April 9, 2009

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Queensryche, American Soldier
Rhino Records, March 31

In today’s culture’s schizoid black-and-whiteness, bankers are bad and soldiers are good, never mind Fallujah or the lady at Banknorth who bent over triple-backward to get you a car loan. In keeping with our mainstream media’s fear of having yellow-ribbon magnets thrown at them by Republican-for-the-heck-of-it soccer moms, Queensryche passes no judgment on the subject of this aural metal-ocumentary, declining to use their lyrics to footnote the whack-a-mole snatches of interviews that weave in and out of the tunes, words from soldiers of every war since WWII. In that, the wizened ’80s hair-metallers are no different from TV reporters trained in communications rather than journalism; the album is a compass without an arrow.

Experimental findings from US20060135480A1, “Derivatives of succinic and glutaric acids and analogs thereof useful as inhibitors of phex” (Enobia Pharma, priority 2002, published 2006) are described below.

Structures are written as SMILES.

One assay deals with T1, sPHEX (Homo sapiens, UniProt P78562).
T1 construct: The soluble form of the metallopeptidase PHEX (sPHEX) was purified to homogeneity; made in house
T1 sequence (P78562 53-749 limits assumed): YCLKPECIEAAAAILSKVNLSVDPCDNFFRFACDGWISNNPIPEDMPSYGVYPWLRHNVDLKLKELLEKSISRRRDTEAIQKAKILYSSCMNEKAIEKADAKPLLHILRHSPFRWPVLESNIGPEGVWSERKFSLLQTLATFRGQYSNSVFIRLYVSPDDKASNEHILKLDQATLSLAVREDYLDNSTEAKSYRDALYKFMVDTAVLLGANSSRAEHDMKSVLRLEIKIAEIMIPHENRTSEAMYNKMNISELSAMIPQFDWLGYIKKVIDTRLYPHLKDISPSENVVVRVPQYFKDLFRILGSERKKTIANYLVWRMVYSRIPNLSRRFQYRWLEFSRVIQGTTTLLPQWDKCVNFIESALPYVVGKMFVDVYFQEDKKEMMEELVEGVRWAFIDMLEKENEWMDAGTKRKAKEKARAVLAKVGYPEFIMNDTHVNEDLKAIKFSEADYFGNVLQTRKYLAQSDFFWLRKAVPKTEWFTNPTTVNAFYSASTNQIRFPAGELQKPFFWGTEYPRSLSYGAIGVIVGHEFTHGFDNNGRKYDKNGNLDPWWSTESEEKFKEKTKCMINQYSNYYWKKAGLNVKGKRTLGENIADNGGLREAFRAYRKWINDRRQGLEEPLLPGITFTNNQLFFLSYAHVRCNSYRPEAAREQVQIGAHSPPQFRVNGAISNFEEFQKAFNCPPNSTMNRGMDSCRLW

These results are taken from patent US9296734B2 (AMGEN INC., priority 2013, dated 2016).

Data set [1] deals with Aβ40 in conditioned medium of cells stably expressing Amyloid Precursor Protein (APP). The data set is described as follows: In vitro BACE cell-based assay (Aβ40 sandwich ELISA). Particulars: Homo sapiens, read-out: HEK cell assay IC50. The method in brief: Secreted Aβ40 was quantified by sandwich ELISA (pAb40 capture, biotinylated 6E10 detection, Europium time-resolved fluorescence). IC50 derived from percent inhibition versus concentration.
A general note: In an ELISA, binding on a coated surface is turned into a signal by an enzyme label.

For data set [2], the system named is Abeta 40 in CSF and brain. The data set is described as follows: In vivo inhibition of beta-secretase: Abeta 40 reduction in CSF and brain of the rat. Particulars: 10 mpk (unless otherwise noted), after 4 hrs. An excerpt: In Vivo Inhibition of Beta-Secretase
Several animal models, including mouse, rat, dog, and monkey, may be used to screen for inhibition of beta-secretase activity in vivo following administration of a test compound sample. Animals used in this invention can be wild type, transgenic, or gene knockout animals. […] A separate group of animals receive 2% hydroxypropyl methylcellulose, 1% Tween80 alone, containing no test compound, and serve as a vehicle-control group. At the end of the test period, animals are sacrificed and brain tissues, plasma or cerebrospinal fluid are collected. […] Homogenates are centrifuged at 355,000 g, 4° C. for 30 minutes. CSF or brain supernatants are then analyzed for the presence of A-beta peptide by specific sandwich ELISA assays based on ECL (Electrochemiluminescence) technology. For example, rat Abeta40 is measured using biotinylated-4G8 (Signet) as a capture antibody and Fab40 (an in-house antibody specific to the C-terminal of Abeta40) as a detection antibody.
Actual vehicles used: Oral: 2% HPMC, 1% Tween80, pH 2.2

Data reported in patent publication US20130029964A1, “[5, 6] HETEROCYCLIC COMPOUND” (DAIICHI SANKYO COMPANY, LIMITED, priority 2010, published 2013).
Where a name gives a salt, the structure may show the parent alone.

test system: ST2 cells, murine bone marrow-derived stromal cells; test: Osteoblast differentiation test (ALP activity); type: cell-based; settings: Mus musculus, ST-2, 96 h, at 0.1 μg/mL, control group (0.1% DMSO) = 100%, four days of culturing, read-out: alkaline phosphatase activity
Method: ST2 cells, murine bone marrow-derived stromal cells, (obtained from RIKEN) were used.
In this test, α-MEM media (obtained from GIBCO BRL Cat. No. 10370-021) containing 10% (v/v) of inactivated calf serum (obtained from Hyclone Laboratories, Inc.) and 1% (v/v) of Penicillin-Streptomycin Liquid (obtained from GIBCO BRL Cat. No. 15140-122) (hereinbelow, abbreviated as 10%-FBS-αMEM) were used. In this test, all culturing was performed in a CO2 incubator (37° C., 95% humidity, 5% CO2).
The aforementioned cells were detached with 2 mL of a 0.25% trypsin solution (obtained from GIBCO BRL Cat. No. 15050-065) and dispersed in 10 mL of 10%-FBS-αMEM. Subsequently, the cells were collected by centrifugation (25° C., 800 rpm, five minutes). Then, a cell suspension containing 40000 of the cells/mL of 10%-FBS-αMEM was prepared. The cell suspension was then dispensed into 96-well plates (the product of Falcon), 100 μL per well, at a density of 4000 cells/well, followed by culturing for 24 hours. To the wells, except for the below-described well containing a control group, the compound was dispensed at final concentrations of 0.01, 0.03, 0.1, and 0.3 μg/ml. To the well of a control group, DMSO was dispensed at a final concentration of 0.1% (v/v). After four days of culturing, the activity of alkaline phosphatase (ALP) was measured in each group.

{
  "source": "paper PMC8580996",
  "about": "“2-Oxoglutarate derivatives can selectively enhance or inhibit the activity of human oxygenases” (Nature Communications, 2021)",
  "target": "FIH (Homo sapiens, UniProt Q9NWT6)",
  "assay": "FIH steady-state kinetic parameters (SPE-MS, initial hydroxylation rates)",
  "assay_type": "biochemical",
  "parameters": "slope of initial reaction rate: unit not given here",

But the record will get you thinking about what war is like close-up. The music, toothier than anything they’ve done in a while, leverages such elements as “Rooster”-evoking wah-wah pedal and doom-metal ringouts to drag the listener kicking and screaming into the abyss the soldiers lived through but still obviously don’t fully comprehend. The hype-advance tune, “If I Were King,” is predictably the weakest, most cookie-cutter link, belying the decent amount of anger-management riffing that appears in other songs (the Alice in Chains-like “A Dead Man’s Words”; the P.O.D.-like “The Killer”). Though a lot heavier and more Iron Maiden-sounding than Operation: Mindcrime and whatnot, it nevertheless does have plenty of the boo-boo-face minor-chord arpeggios that comprised Queensryche’s bread and butter in their heyday. The band visits Hampton’s Club Casino on Wednesday, July 29. B+Eric W. Saeger